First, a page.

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Preview: NPR Topics: Author Interviews

Author Interviews : NPR

NPR interviews with top authors and the NPR Book Tour, a weekly feature and podcast where leading authors read and discuss their writing. Subscribe to the RSS feed.

Last Build Date: Sun, 23 Apr 2017 17:53:45 -0400

Copyright: Copyright 2017 NPR - For Personal Use Only

'Janesville' Looks At A Factory Town After The Factory Shuts Down

Sun, 23 Apr 2017 17:53:45 -0400

Washington Post reporter Amy Goldstein talks about her book Janesville: An American Story, that's about a factory town in Wisconsin that lost its lifeblood when its factory shut down.

'Thunder In The Mountains' Tells Tragedy Of Two Strong, Opposing Leaders

Sun, 23 Apr 2017 17:53:00 -0400

Daniel Sharfstein's new book Thunder In the Mountains sheds new light on the Nez Perce Indian wars, and the two historical figures on each side of the conflict: Chief Joseph and Oliver Otis Howard.

In Ann Brashare's Latest, Two Kids From A Fractured Family Meet At Last

Sun, 23 Apr 2017 08:07:31 -0400

The author behind the Sisterhood of the Traveling Pants series writes from experience — her parents divorced when she was young, and she says the divisions remain "to this day."

Chemo Scrambled My Brain

Sun, 23 Apr 2017 05:00:30 -0400

After an incorrect dose of a chemotherapy drug for Crohn's disease caused Anne Webster's bone marrow to shut down, she decided that, if she survived, she'd write about her experience.

Author Alison MacLeod Tries To Find Humor In Terrorism

Sat, 22 Apr 2017 08:14:30 -0400

In her new book of short stories, Alison MacLeod spins biography, news stories and family history into surreal fiction. NPR's Mary Louise Kelly asks her about All the Beloved Ghosts.

Dark Lives Of 'The Radium Girls' Left A Bright Legacy For Workers, Science

Sat, 22 Apr 2017 08:14:00 -0400

Kate Moore's new book digs into the short, painful lives of the Radium Girls, who worked painting luminous dials on watches and clocks — and were poisoned by the glowing radium paint they used.

'Girls & Sex' And The Importance Of Talking To Young Women About Pleasure

Fri, 21 Apr 2017 13:24:00 -0400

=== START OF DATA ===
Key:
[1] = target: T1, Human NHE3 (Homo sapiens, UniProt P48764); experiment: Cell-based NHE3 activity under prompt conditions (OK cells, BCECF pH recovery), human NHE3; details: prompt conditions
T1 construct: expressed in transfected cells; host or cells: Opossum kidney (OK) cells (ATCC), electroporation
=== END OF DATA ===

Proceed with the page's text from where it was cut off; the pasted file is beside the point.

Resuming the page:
Author Peggy Orenstein says that when it comes to adolescent sexuality, the subject of girls' pleasure is often left unspoken. Originally broadcast March 29, 2016.

How Do You Bond With Mozart? Adopt A Starling

Thu, 20 Apr 2017 09:56:00 -0400

Naturalist and author Lyanda Lynn Haupt took her research on Mozart to a whole new level when she invited a young starling into her home.

From 'F-Bomb' To 'Photobomb,' How The Dictionary Keeps Up With English

Wed, 19 Apr 2017 13:32:00 -0400

For a new word to enter the dictionary, it must meet three criteria: widespread use, sustained use and meaningful use. Merriam-Webster lexicographer Kory Stamper explains the process in Word by Word.

Sen. Elizabeth Warren's Call To Action: 'This Fight' Will Take Everybody

Tue, 18 Apr 2017 18:51:00 -0400

"Everybody's got to get out there and find the piece that they can do," the Democratic Massachusetts senator says. She talks to NPR's Audie Cornish about her new book, the middle class and activism.

'Locking Up Our Own' Details The Mass Incarceration Of Black Men

Tue, 18 Apr 2017 16:32:00 -0400

NPR's Robert Siegel talks with author James Forman, Jr., about his new book, Locking Up Our Own: Crime and Punishment in Black America. It tells the story of how African Americans in law enforcement made the war on drugs very much their war.

'I Basically Ran On Adrenaline': A Staffer Remembers Obama's White House

Tue, 18 Apr 2017 14:12:00 -0400

Alyssa Mastromonaco worked in the West Wing for six exhilarating and exhausting years. She describes that era in her new memoir, Who Thought This Was a Good Idea?

Anxious Nations React Fearfully To Rapid Influx Of Migrants, Hamid Says

Tue, 18 Apr 2017 05:04:00 -0400

Amid the rise of nationalism, David Greene talks to Pakistani novelist Mohsin Hamid, who sees migration as an inalienable human right. His new novel is called, Exit West.

'The Epitome Of New York Cool': Letterman Biographer On Late Night Icon

Mon, 17 Apr 2017 16:30:00 -0400

David Letterman, one of the most famous people in America, is an enigma. Jason Zinoman's new book, Letterman: The Last Giant of Late Night, looks at the late night talk show host's long career and the impact it still has on broadcasting today.

In The 1920s, A Community Conspired To Kill Native Americans For Their Oil Money

Mon, 17 Apr 2017 04:44:00 -0400

The Osage tribe in Oklahoma became spectacularly wealthy in the early 1900s — and then members started turning up dead. David Grann's Killers of the Flower Moon describes the dark plot against them.